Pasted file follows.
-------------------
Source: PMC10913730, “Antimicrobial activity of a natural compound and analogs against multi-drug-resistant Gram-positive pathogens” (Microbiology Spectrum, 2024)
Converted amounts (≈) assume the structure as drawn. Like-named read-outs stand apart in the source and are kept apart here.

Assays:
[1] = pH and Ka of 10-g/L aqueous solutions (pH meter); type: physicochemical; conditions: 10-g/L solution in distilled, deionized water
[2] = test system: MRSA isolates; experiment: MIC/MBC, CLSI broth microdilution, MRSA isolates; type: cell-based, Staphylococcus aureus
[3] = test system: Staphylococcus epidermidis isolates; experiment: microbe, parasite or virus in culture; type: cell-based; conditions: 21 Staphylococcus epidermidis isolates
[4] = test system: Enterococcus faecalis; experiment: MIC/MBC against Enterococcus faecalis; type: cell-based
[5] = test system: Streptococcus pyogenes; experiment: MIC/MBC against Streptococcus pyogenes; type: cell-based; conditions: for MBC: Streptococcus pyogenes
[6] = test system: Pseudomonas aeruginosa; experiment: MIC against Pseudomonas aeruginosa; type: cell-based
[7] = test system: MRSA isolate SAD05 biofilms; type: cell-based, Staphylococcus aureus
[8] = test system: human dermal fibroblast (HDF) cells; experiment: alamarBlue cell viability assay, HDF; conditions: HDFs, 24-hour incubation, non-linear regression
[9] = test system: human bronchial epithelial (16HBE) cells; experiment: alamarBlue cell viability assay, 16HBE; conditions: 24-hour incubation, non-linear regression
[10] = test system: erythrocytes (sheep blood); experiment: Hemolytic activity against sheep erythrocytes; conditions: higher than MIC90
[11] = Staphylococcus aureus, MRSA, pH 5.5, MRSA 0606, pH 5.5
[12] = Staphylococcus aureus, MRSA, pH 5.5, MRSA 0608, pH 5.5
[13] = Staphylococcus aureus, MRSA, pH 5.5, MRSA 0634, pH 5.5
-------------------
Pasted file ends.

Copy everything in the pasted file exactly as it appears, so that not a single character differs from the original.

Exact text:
Source: PMC10913730, “Antimicrobial activity of a natural compound and analogs against multi-drug-resistant Gram-positive pathogens” (Microbiology Spectrum, 2024)
Converted amounts (≈) assume the structure as drawn. Like-named read-outs stand apart in the source and are kept apart here.

Assays:
[1] = pH and Ka of 10-g/L aqueous solutions (pH meter); type: physicochemical; conditions: 10-g/L solution in distilled, deionized water
[2] = test system: MRSA isolates; experiment: MIC/MBC, CLSI broth microdilution, MRSA isolates; type: cell-based, Staphylococcus aureus
[3] = test system: Staphylococcus epidermidis isolates; experiment: microbe, parasite or virus in culture; type: cell-based; conditions: 21 Staphylococcus epidermidis isolates
[4] = test system: Enterococcus faecalis; experiment: MIC/MBC against Enterococcus faecalis; type: cell-based
[5] = test system: Streptococcus pyogenes; experiment: MIC/MBC against Streptococcus pyogenes; type: cell-based; conditions: for MBC: Streptococcus pyogenes
[6] = test system: Pseudomonas aeruginosa; experiment: MIC against Pseudomonas aeruginosa; type: cell-based
[7] = test system: MRSA isolate SAD05 biofilms; type: cell-based, Staphylococcus aureus
[8] = test system: human dermal fibroblast (HDF) cells; experiment: alamarBlue cell viability assay, HDF; conditions: HDFs, 24-hour incubation, non-linear regression
[9] = test system: human bronchial epithelial (16HBE) cells; experiment: alamarBlue cell viability assay, 16HBE; conditions: 24-hour incubation, non-linear regression
[10] = test system: erythrocytes (sheep blood); experiment: Hemolytic activity against sheep erythrocytes; conditions: higher than MIC90
[11] = Staphylococcus aureus, MRSA, pH 5.5, MRSA 0606, pH 5.5
[12] = Staphylococcus aureus, MRSA, pH 5.5, MRSA 0608, pH 5.5
[13] = Staphylococcus aureus, MRSA, pH 5.5, MRSA 0634, pH 5.5